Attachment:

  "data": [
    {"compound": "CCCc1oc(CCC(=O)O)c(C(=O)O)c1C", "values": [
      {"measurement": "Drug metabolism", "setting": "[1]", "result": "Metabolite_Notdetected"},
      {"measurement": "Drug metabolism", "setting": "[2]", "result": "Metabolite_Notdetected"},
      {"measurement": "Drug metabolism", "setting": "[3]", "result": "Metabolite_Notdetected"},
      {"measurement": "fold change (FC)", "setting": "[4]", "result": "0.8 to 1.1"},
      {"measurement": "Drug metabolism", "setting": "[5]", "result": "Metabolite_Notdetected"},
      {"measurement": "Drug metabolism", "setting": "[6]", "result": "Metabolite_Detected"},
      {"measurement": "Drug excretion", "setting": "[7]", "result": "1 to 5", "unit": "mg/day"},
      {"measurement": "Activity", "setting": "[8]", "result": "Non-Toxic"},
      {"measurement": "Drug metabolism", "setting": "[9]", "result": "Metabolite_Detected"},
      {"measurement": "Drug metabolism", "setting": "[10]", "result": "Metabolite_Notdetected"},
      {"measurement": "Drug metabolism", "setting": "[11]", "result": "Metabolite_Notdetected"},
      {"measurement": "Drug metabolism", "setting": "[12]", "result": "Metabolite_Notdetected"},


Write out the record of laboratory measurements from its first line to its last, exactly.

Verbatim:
  "data": [
    {"compound": "CCCc1oc(CCC(=O)O)c(C(=O)O)c1C", "values": [
      {"measurement": "Drug metabolism", "setting": "[1]", "result": "Metabolite_Notdetected"},
      {"measurement": "Drug metabolism", "setting": "[2]", "result": "Metabolite_Notdetected"},
      {"measurement": "Drug metabolism", "setting": "[3]", "result": "Metabolite_Notdetected"},
      {"measurement": "fold change (FC)", "setting": "[4]", "result": "0.8 to 1.1"},
      {"measurement": "Drug metabolism", "setting": "[5]", "result": "Metabolite_Notdetected"},
      {"measurement": "Drug metabolism", "setting": "[6]", "result": "Metabolite_Detected"},
      {"measurement": "Drug excretion", "setting": "[7]", "result": "1 to 5", "unit": "mg/day"},
      {"measurement": "Activity", "setting": "[8]", "result": "Non-Toxic"},
      {"measurement": "Drug metabolism", "setting": "[9]", "result": "Metabolite_Detected"},
      {"measurement": "Drug metabolism", "setting": "[10]", "result": "Metabolite_Notdetected"},
      {"measurement": "Drug metabolism", "setting": "[11]", "result": "Metabolite_Notdetected"},
      {"measurement": "Drug metabolism", "setting": "[12]", "result": "Metabolite_Notdetected"},